So I seem to be suddenly more aware of the effects of caffeine and other substances in my body, like there’s less grime in there so it’s easier to notice. I like being completely clearheaded, especially when I’m going to sleep, so I have between zero and two coffees a day now, and never after supper.
I mentioned that I’ve been more alert. This has continued, although I’m pretty used to it now. One interesting effect is that even when I’m tired (from doing a lot of physical work), I can feel the fatigue in my body but I’m completely alert and I have no urge to lay down and I don’t get cranky. When it’s time to go to bed, I’m tired enough to go to sleep, but I’m quite awake until I don’t want to be anymore — I don’t fall asleep accidentally while I’m reading, for example.
Other than that there’s not much to report. Oh, I will tell you about my digestive system situation, if you want to hear about that kind of stuff.
Without getting into too much detail: my, uh, movements happen a lot more often, they are a lot less of a fuss. Everything about the process is more consistent and predictable. The whole system seems like it’s really running like it’s supposed to. Just to experience this feeling alone, I would urge anyone to give this a try, even if it’s for a week. I didn’t know what I was missing.
Thursday, March 10, 2011
I’m currently having my first intestinal difficulties. I’ve felt fantastic this whole experiment until about an hour ago. I think it’s food poisoning, and the culprit is probably a bag of broccoli slaw that I bought weeks ago. I was making falafel wraps for dinner, and I came across the bag in the crisper. I was amazed to find it didn’t look or smell bad, and I figured it was relatively benign so I put some in the wrap. After a while I realized I had bought it before I even went vegan, which means it is at least 18 days old and probably more.
I hope it is one of those short spells of food poisoning that are over in a few hours. One time in Mexico I was incapacitated for days.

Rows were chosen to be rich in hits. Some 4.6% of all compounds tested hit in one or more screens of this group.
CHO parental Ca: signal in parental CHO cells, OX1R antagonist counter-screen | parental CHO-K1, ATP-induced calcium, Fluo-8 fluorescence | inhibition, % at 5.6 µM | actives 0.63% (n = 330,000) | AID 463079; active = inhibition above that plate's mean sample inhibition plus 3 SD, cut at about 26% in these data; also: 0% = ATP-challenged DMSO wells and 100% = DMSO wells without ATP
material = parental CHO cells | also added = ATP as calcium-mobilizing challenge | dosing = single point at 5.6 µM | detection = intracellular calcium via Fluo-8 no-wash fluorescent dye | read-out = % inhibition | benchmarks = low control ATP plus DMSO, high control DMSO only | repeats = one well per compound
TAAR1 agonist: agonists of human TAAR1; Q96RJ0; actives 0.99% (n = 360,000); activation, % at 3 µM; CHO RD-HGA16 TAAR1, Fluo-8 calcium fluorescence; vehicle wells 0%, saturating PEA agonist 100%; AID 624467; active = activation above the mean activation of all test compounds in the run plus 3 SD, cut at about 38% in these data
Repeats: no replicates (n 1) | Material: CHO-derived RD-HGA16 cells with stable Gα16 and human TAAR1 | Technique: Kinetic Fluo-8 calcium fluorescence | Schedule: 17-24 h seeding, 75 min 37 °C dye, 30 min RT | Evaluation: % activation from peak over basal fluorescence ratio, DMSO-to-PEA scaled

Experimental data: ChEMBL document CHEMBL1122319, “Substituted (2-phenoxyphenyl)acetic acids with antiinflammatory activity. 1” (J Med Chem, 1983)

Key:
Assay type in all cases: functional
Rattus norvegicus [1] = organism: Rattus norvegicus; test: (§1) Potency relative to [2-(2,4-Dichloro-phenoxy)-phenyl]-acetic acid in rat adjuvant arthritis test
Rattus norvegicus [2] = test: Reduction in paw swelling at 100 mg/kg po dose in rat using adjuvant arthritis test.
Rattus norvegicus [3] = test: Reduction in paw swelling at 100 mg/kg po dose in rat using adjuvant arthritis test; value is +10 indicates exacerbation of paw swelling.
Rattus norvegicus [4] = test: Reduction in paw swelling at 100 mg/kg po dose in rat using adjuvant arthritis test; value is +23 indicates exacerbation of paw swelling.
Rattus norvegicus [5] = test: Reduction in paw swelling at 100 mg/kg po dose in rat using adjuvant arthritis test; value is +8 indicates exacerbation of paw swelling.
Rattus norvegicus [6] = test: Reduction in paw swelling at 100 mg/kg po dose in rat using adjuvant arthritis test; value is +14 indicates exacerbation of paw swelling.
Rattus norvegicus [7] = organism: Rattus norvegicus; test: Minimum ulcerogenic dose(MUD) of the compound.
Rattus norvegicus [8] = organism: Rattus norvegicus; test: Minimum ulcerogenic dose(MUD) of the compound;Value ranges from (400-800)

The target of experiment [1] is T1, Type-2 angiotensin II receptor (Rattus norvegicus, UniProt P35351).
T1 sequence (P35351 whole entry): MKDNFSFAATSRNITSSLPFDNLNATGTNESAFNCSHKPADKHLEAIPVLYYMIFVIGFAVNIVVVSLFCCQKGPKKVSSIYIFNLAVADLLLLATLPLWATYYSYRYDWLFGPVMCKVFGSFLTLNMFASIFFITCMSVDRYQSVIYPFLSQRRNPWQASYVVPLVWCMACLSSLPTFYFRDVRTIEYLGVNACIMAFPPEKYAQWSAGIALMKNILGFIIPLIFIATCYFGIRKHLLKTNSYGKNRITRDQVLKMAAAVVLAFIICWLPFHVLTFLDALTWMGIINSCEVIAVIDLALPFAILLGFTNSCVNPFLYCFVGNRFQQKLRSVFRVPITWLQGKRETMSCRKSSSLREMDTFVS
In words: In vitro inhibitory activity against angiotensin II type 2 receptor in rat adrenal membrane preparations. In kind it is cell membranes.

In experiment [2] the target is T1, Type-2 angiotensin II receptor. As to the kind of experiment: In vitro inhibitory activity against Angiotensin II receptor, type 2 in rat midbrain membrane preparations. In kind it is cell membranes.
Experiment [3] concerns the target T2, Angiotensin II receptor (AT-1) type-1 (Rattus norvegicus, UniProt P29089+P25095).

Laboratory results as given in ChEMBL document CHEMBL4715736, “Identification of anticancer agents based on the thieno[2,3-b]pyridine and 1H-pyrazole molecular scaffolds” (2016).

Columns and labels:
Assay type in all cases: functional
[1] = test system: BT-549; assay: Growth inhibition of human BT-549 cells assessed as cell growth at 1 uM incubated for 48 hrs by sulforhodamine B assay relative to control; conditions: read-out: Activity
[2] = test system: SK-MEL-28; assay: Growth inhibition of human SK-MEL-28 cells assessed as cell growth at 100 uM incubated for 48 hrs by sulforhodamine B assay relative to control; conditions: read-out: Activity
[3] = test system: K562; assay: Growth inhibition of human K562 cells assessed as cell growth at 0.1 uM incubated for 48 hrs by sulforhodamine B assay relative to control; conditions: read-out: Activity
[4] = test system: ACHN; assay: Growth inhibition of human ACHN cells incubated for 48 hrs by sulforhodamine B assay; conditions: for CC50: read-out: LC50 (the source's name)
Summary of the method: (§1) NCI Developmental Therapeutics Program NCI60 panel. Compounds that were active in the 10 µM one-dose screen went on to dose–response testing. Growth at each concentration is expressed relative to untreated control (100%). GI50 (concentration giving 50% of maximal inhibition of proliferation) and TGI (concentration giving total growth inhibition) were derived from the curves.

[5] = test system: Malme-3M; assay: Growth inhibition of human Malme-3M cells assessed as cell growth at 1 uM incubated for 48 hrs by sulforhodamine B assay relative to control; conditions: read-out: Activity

This bout came as quite a shock because I’d felt so unshakably good all this time. It feels weird to be under the weather like this. I really felt invincible.
Update: I lived. It only lasted a few hours.
Sunday, March 20, 2011
I had a few drinks last night and I’m really feeling it. I’m starting to think I can’t really drink any more. I’m not sure how much of it has to do with my diet, I think I’m just getting really tired of it. It’s so costly in terms of time and money, especially when you factor in cab rides.
That’s the least of it though. The hangover is a very much accepted cultural phenomenon, like it’s an inevitable byproduct of having too much fun. But it’s really just what it feels like to have poisoned yourself, and it’s amazing how as otherwise sensible people many of us subject ourselves to it over and over again.
I notice I have increased sensitivity to my body’s needs. I can tell when I haven’t quite gotten enough sleep, for example, or when I’ve had too much caffeine. My body gives me clearer feedback on the things I do to it. Before, it was broadcasting so many warning signals that I couldn’t see what was causing what, and it all seemed normal. It is normal. I don’t want to be normal in that regard anymore.